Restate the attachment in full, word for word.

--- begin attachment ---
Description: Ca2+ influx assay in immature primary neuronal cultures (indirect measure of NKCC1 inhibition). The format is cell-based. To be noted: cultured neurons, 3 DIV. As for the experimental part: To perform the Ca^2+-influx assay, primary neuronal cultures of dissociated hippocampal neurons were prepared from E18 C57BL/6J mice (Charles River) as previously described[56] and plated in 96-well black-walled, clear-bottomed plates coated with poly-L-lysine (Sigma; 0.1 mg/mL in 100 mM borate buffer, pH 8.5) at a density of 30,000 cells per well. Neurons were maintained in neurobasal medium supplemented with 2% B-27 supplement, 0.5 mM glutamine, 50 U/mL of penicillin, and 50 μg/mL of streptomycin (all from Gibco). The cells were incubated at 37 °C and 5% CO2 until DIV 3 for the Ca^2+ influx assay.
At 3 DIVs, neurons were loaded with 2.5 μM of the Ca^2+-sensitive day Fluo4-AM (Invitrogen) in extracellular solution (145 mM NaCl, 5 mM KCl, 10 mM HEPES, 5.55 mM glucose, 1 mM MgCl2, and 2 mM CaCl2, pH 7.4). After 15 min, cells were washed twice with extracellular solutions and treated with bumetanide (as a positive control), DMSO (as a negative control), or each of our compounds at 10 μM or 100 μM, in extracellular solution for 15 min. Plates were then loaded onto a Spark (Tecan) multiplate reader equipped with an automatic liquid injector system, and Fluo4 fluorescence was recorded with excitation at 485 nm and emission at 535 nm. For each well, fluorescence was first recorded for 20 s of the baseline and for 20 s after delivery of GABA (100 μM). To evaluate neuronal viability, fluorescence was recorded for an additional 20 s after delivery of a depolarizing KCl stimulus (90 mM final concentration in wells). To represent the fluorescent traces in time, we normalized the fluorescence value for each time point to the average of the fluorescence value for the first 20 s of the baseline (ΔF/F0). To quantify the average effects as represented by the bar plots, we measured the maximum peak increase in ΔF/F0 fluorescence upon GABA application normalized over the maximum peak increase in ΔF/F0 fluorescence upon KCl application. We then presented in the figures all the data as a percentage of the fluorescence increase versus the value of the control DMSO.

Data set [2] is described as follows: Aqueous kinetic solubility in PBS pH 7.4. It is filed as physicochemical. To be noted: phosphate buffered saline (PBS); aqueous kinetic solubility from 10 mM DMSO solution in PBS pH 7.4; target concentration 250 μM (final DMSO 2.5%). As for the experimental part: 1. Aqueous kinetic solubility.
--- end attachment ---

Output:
Description: Ca2+ influx assay in immature primary neuronal cultures (indirect measure of NKCC1 inhibition). The format is cell-based. To be noted: cultured neurons, 3 DIV. As for the experimental part: To perform the Ca^2+-influx assay, primary neuronal cultures of dissociated hippocampal neurons were prepared from E18 C57BL/6J mice (Charles River) as previously described[56] and plated in 96-well black-walled, clear-bottomed plates coated with poly-L-lysine (Sigma; 0.1 mg/mL in 100 mM borate buffer, pH 8.5) at a density of 30,000 cells per well. Neurons were maintained in neurobasal medium supplemented with 2% B-27 supplement, 0.5 mM glutamine, 50 U/mL of penicillin, and 50 μg/mL of streptomycin (all from Gibco). The cells were incubated at 37 °C and 5% CO2 until DIV 3 for the Ca^2+ influx assay.
At 3 DIVs, neurons were loaded with 2.5 μM of the Ca^2+-sensitive day Fluo4-AM (Invitrogen) in extracellular solution (145 mM NaCl, 5 mM KCl, 10 mM HEPES, 5.55 mM glucose, 1 mM MgCl2, and 2 mM CaCl2, pH 7.4). After 15 min, cells were washed twice with extracellular solutions and treated with bumetanide (as a positive control), DMSO (as a negative control), or each of our compounds at 10 μM or 100 μM, in extracellular solution for 15 min. Plates were then loaded onto a Spark (Tecan) multiplate reader equipped with an automatic liquid injector system, and Fluo4 fluorescence was recorded with excitation at 485 nm and emission at 535 nm. For each well, fluorescence was first recorded for 20 s of the baseline and for 20 s after delivery of GABA (100 μM). To evaluate neuronal viability, fluorescence was recorded for an additional 20 s after delivery of a depolarizing KCl stimulus (90 mM final concentration in wells). To represent the fluorescent traces in time, we normalized the fluorescence value for each time point to the average of the fluorescence value for the first 20 s of the baseline (ΔF/F0). To quantify the average effects as represented by the bar plots, we measured the maximum peak increase in ΔF/F0 fluorescence upon GABA application normalized over the maximum peak increase in ΔF/F0 fluorescence upon KCl application. We then presented in the figures all the data as a percentage of the fluorescence increase versus the value of the control DMSO.

Data set [2] is described as follows: Aqueous kinetic solubility in PBS pH 7.4. It is filed as physicochemical. To be noted: phosphate buffered saline (PBS); aqueous kinetic solubility from 10 mM DMSO solution in PBS pH 7.4; target concentration 250 μM (final DMSO 2.5%). As for the experimental part: 1. Aqueous kinetic solubility.